Thursday, April 19, 2018

Three patron groups 'interested in Brannoxtown NS'

There are three educational patron bodies interested in the possibility of reopening Brannoxtown NS, a meeting in the school heard last night, writes Brian Byrne.

These are the Educational and Training Board (KWETB), the Gaelscoil patron An Foras Pátrúnachta, and Educate Together.

The meeting had been called by Save Our School Brannoxtown (SOSB) to update the community on the situation consequent on the decision of the Archbishop to close the school and divest it to another patron should one be found.

SOSB's Conor O'Toole said it was 'positive' that three organisations were interested in the school ten months after it had reached the crisis stage related to rapidly falling numbers.

The Special Manager appointed last autumn, Gerry O'Donoghue, said it had been 'pretty inevitable' that things would reach this point, when the school reopened in December with just three pupils. "We looked at all different scenarios, and eventually the patron took the view that the thing to do was to extinguish the school as a Catholic one, redeploy the teaching staff and make the ancillary staff redundant."

He said the future of the school is now with the Department of Education, which is obliged to ask other patron organisations if they are interested in taking it over. "The next step by these will be to harvest local opinion about the future of the school, and each will then take it from there."

The capacity of the school building is for up to four mainstream teachers, with potential pupils numbers in excess of 84. But a minimum of 17 pupils are needed for the school to be reopened under any new regime.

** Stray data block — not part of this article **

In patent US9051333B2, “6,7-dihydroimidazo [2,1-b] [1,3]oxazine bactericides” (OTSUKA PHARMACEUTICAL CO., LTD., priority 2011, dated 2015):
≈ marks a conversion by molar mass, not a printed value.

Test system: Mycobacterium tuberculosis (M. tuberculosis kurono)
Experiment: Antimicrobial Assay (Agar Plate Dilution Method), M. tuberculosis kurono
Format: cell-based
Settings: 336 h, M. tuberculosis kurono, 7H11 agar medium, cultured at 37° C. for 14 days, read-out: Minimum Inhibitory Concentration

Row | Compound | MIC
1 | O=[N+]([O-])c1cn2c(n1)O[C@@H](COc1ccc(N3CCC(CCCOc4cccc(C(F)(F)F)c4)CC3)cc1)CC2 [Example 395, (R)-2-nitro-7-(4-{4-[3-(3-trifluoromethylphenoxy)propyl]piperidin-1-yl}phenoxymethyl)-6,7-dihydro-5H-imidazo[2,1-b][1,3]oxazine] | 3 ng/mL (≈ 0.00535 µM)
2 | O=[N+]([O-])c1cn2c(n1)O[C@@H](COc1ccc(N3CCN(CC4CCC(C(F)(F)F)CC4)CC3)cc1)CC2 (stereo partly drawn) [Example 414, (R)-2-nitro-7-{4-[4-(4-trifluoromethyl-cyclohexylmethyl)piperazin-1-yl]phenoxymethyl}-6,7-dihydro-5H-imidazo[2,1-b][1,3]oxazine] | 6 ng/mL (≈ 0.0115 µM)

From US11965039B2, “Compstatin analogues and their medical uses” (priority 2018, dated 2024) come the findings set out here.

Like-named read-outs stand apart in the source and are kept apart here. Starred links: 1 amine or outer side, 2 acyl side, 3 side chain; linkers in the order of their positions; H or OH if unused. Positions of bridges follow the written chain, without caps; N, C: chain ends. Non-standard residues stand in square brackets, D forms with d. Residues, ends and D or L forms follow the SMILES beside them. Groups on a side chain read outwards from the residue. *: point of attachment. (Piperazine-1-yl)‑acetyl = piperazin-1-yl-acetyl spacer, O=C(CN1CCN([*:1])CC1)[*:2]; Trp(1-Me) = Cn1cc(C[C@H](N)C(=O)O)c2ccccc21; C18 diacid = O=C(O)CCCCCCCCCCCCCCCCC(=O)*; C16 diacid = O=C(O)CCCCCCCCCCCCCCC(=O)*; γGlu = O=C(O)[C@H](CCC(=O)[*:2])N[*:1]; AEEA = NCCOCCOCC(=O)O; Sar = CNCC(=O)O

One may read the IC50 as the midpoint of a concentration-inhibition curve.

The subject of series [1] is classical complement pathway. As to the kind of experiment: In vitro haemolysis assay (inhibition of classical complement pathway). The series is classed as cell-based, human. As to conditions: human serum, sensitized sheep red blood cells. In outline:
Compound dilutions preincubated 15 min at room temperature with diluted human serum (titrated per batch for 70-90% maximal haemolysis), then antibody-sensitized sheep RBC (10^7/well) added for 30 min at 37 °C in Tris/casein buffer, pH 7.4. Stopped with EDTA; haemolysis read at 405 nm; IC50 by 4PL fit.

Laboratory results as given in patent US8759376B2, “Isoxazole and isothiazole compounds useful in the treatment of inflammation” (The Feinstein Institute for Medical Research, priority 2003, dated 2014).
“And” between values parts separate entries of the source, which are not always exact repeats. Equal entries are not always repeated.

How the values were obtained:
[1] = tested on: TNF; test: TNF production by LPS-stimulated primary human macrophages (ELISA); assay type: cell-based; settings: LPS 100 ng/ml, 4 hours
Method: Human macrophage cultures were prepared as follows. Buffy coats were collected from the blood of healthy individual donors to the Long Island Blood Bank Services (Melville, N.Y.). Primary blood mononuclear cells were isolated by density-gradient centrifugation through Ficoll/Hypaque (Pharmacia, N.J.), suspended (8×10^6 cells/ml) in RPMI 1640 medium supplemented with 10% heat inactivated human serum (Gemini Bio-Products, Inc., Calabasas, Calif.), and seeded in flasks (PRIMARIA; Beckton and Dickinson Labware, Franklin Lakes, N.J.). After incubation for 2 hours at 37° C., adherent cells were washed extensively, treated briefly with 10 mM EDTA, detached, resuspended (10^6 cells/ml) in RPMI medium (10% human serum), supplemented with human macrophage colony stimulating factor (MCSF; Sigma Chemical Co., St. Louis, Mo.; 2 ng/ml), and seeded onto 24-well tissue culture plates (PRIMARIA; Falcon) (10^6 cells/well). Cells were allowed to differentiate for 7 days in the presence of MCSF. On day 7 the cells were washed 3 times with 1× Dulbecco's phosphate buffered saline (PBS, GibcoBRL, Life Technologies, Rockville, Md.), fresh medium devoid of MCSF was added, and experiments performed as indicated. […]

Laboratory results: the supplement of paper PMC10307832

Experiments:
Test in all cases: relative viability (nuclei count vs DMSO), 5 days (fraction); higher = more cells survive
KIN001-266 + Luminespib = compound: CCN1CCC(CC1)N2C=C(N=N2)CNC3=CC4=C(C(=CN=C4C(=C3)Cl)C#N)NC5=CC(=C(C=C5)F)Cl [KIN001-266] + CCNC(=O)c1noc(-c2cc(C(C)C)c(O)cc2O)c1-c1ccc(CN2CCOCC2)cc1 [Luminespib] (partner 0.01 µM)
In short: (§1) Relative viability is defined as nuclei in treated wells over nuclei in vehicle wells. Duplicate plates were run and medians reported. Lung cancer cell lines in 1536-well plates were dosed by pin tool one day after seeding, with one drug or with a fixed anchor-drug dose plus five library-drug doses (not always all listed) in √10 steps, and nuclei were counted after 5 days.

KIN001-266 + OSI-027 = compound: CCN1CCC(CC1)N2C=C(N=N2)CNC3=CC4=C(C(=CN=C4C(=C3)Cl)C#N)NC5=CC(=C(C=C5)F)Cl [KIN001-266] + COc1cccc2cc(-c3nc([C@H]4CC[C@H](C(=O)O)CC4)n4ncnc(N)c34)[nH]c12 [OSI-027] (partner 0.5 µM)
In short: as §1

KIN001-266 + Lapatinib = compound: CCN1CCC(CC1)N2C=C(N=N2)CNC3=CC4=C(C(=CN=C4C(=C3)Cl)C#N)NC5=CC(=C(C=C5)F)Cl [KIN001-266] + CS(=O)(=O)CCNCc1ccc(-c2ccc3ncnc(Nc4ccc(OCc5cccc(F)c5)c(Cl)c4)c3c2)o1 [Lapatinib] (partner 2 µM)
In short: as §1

A wide-ranging discussion through the evening included matters such as ownership of the facility, the possibility of it being used as an 'outreach' of an existing school in the parish, and how best to establish what is a preferred option in the community.

It was noted that planning restrictions on local development are a disincentive to young families settling in Brannockstown, and future pupils under any patronage may have to be attracted from outside. But the pressure already evident in other schools means that there is a need for more school facilities in the parish.

The meeting concluded with a proposal that the three interested patron bodies be asked to hold an Open Day in the school to show the community what they might be able to offer. SOSB would continue for the moment as a liaison group for the community in any further discussions.

Conor O'Toole thanked those who had participated in the meeting, saying it was a 'very encouraging' turnout. "We always knew there is great heart in Brannockstown, and we will continue to do our best to get a school back, up and running for you."